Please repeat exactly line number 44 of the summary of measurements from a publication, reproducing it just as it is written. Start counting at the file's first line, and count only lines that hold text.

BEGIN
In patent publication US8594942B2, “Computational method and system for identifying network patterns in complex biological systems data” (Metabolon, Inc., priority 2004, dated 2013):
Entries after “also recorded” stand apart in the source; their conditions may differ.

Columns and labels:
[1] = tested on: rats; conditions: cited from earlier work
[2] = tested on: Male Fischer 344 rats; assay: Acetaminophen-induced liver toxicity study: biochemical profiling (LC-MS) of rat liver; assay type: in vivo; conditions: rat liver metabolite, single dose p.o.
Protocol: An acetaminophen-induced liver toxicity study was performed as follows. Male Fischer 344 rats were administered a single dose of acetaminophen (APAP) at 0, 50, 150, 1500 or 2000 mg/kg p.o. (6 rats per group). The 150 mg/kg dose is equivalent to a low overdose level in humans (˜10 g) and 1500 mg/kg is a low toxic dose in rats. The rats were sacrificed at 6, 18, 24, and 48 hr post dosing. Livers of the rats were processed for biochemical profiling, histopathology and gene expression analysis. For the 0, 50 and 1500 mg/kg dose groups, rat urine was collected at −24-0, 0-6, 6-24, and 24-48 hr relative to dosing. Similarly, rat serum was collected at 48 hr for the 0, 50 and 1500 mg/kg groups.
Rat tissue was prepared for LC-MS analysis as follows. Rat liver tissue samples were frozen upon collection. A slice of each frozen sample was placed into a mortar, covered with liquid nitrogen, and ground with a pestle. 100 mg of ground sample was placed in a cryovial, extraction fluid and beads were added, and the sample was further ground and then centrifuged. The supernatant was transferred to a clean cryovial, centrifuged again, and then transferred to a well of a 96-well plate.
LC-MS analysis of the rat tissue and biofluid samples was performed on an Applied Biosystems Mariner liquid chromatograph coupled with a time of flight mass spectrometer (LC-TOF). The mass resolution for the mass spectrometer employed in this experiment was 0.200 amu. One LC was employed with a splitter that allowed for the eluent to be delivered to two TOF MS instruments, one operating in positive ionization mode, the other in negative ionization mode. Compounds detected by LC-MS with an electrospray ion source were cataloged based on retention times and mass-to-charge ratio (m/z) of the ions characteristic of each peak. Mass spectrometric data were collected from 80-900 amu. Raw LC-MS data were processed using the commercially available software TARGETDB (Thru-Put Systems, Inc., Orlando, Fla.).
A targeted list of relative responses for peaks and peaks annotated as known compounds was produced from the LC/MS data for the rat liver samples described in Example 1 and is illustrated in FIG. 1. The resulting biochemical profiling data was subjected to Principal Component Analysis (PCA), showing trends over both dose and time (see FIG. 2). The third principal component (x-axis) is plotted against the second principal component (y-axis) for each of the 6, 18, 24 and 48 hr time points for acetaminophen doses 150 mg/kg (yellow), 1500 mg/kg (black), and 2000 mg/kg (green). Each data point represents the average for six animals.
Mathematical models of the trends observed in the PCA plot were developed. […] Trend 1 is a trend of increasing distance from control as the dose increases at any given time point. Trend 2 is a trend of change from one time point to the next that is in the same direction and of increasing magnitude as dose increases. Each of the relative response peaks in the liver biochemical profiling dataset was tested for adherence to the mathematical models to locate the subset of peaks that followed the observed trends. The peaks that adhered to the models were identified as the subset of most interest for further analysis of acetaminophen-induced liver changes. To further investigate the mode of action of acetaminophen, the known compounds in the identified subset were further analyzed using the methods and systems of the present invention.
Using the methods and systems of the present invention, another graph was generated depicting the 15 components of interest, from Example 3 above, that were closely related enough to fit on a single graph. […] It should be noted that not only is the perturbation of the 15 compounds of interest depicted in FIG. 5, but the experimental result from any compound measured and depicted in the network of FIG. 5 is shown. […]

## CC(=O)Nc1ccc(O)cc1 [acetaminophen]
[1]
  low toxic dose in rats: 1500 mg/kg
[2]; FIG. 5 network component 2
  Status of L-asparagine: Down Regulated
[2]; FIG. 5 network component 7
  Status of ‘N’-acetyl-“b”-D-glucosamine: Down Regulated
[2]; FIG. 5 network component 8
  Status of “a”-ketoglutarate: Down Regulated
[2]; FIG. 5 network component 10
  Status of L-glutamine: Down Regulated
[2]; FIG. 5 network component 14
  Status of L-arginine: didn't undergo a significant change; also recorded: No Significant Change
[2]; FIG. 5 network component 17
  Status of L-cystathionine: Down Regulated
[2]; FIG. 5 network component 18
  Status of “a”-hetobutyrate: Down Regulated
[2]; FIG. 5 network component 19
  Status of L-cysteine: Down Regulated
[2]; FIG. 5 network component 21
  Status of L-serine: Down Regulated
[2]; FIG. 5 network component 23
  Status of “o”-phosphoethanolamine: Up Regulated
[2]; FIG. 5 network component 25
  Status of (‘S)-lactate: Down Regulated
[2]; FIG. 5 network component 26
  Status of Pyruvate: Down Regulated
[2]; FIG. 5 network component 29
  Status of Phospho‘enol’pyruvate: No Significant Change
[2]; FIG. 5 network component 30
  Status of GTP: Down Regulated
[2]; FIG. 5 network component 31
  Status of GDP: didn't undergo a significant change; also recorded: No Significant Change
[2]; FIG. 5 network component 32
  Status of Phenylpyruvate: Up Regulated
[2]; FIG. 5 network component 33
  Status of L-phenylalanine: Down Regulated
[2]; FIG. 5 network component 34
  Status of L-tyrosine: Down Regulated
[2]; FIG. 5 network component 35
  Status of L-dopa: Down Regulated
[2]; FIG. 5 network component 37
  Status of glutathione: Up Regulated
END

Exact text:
  Status of GDP: didn't undergo a significant change; also recorded: No Significant Change